How to use mongoose with Node

Introduction

Node.js and MongoDB are part of MEAN and MERN stack. The pair is heavily used while building backends for web applications. MongoDB is a NoSQL database and it is quite popular for its simplicity. It is very simple to install and implement. With Node.js, we can easily perform various operations on MongoDB databases. These operations are called CRUD operations that are performed while creating APIs. CRUD is an important part of almost every application. It stands for Create Read Update Delete. To manage the relationship between Node.js and MongoDB, we use a library known as Mongoose. It is an Object Data Modelling(ODM) library for Node.js. Mongoose provides access to MongoDB commands. Using mongoose makes the CRUD more simple and easy. In this article, we will discuss how to use mongoose with Node.js.

Establishing a connection with MongoDB

In the following code, I have already set up a server using Express.js. The name of this file is “server.js”.

const express = require("express");
const app = express();
const router = express.Router();
const port = 4000;

app.use("/", router);

app.listen(port, function() {
  console.log("Server is running on Port: " + port);
});

In the above code, I had already defined the express router. Currently, there is no mongoose. To use mongoose in the Node.js file, first, we have to install it. Open the terminal and go to the folder where server.js is present. Then run the following command to install mongoose.

npm install mongoose

Now, we can import mongoose in the file.

var mongoose = require("mongoose");

The very first use of mongoose in Node is, creating a connection MongoDB database. The following code creates a connection with a database named “details”.

const mongoose = require("mongoose");

var uri = "mongodb://localhost:27017/details";

mongoose.connect(uri, { useUnifiedTopology: true, useNewUrlParser: true });

const connection = mongoose.connection;

connection.once("open", function() {
  console.log("MongoDB database connection established successfully");
});

Observe the line where the variable uri is declared.

var uri = "mongodb://localhost:27017/details";

The URI is needed in the connect() method. Let’s add this code to the server.js file and check if the connection establishes successfully or not. We will use nodemon to track changes.

Image from Gyazo

Yes! the server is running properly and the connection is established successfully.

Creating schema and model

MongoDB is a schema-less database. We will use mongoose to create a schema in a separate file(model.js). Then we will create a model that takes a schema and create an instance of a document.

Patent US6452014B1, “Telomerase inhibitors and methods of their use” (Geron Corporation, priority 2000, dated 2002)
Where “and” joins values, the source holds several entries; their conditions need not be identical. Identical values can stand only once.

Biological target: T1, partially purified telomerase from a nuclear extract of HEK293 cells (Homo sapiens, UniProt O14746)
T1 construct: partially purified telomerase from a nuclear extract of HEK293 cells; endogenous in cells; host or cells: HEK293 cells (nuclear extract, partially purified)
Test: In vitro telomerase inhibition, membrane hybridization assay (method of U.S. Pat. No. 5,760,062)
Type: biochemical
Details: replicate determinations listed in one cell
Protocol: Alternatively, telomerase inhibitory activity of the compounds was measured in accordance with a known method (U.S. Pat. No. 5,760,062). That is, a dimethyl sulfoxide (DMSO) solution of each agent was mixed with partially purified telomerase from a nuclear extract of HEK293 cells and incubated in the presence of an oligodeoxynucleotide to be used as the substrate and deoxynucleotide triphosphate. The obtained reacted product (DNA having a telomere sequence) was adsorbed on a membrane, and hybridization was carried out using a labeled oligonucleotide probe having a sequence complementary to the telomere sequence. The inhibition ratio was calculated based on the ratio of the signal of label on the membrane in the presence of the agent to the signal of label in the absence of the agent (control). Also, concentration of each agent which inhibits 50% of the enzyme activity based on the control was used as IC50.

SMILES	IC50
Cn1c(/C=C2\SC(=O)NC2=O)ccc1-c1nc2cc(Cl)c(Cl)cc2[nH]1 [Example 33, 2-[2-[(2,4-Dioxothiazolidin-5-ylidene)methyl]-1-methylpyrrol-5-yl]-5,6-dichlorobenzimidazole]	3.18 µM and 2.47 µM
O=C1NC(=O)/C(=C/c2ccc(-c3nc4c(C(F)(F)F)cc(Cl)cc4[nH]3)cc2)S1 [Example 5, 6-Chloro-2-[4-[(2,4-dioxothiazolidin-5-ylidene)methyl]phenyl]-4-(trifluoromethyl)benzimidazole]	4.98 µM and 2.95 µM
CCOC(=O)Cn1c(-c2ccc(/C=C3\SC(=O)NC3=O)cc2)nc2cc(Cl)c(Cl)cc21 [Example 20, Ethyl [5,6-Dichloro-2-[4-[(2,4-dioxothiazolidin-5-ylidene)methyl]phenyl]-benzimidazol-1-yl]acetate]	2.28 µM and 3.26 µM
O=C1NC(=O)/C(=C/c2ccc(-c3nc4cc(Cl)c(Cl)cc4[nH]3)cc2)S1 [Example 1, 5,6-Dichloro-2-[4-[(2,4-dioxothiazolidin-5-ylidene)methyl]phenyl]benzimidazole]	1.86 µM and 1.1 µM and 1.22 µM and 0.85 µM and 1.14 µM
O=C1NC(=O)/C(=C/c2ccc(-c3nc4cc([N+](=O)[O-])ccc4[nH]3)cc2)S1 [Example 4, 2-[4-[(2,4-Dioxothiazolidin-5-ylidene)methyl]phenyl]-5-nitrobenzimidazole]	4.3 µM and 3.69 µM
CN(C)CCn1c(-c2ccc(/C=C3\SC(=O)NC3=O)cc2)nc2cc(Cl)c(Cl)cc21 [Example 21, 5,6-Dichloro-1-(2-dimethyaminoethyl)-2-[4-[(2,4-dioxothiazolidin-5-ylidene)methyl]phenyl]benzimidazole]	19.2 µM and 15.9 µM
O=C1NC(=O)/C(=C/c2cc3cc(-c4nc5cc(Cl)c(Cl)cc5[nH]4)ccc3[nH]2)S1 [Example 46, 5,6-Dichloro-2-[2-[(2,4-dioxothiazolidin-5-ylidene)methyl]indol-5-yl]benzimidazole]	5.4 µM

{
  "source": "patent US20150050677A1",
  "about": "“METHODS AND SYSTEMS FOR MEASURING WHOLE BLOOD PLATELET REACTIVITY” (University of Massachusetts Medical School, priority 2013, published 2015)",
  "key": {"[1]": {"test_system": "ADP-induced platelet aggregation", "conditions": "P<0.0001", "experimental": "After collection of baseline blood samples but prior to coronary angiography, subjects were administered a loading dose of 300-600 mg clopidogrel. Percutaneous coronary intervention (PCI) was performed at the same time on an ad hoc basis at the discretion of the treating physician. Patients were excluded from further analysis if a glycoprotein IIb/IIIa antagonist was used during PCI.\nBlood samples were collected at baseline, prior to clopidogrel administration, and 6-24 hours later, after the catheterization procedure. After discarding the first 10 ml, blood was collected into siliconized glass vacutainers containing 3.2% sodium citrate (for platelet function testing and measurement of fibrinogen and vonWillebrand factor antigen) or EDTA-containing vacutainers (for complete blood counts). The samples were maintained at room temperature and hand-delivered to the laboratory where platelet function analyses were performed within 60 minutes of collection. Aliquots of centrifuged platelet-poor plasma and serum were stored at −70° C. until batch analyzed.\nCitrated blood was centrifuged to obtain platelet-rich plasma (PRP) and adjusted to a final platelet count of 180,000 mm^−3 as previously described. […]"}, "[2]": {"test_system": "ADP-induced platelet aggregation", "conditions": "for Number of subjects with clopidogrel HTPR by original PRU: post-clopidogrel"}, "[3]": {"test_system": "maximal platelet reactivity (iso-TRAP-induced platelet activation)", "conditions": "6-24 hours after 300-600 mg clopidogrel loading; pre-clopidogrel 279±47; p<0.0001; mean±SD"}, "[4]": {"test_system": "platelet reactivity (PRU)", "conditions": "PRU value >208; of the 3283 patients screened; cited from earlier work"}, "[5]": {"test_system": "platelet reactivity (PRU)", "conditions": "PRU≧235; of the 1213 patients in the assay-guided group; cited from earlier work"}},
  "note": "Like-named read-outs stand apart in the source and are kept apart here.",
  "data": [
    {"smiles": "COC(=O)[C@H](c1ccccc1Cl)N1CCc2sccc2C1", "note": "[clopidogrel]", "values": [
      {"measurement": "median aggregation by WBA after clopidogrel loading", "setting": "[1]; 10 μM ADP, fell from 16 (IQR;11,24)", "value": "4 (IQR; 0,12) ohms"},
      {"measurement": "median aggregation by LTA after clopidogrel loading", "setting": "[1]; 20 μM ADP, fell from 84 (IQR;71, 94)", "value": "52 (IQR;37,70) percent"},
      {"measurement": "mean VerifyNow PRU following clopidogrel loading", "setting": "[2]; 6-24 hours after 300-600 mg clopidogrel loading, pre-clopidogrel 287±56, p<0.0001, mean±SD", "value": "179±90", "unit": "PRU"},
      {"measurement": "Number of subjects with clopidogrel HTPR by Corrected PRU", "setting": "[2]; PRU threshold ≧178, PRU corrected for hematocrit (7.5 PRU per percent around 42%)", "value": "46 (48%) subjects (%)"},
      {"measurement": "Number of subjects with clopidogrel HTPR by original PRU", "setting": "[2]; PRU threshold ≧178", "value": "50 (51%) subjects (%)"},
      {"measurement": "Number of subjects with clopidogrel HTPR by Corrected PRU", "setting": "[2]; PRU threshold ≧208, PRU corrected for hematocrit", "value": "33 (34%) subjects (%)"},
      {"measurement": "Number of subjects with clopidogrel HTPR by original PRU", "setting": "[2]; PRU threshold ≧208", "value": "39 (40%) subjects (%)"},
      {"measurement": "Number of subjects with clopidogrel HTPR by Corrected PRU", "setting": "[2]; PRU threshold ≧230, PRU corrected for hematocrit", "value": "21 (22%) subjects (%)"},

const mongoose = require("mongoose");

const Schema = mongoose.Schema;

let employee = new Schema(
  {
    name: {
      type: String
    },
    age: {
      type: Number
    },
    location: {
      type: String
    }
  },
  { collection: "employees" }
);

The schema defines how each document in the collection will look. There will be three fields in each document – name, age, and location. We also specified the collection name in the schema.

{
  collection: "employees";
}

Now, we can call the model constructor and pass the collection name as well as a reference to the schema definition.

module.exports = mongoose.model("Employees", employee);

We have to import it in the server.js file.

var employees = require("./model.js");

Creating an API

We have the instance of the model in our file. The router is already defined. Let’s create an API. We will fetch documents from the details collection. I already added a few documents in it.

Observe the following route handler.

router.route("/fetchdata").get(function(req, res) {});

The above route handler will be invoked when the endpoint ‘/fetchdata’ will be executed.

As mentioned earlier, mongoose allows us to use MongoDB commands in the Node.js file. This makes the job much simpler. In our case, we will use the find() method to fetch all the documents from the details collection. So let’s add it in the route handler. We have to use the instance of the model to call the find() method.

router.route("/fetchdata").get(function(req, res) {
  employees.find({ age: { $lt: 30 } }, function(err, result) {
    if (err) {
      res.send(err);
    } else {
      res.send(result);
    }
  });
});

Let’s use the postman tool to check if it is working or not.

Image from Gyazo

Yes! It is working perfectly.

Similarly, we can also perform other CRUD operations using mongoose.

Conclusion

We hope you enjoyed this simple demo of how to use mongoose with Node. This is a common architecture and we hope that this article was of some assistance.

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